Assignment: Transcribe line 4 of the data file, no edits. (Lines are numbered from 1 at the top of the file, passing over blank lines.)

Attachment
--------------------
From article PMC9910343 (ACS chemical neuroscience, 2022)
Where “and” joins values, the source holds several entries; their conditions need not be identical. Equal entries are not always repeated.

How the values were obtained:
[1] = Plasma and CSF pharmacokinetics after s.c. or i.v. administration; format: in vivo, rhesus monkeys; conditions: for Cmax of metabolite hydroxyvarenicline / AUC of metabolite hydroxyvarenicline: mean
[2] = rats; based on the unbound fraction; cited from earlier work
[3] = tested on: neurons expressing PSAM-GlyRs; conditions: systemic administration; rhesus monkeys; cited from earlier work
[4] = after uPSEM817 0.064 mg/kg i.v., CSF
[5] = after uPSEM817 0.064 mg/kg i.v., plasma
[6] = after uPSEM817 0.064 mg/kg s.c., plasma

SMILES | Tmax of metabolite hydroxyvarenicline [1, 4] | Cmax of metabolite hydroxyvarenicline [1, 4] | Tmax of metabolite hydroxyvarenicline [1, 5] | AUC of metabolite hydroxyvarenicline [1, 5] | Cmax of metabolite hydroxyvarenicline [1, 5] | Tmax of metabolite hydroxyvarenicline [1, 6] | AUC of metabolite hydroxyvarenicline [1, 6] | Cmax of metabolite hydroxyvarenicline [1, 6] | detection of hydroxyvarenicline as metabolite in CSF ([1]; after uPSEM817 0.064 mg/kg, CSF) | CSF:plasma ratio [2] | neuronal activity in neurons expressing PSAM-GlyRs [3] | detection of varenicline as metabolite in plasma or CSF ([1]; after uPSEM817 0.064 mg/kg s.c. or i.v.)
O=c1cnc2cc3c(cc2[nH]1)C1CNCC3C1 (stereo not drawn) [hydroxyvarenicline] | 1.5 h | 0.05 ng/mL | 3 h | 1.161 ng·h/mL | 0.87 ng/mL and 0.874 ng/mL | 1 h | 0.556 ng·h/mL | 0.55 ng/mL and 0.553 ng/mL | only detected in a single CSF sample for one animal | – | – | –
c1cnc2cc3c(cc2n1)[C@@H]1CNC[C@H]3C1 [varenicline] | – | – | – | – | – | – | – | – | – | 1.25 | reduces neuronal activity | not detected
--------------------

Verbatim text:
[1] = Plasma and CSF pharmacokinetics after s.c. or i.v. administration; format: in vivo, rhesus monkeys; conditions: for Cmax of metabolite hydroxyvarenicline / AUC of metabolite hydroxyvarenicline: mean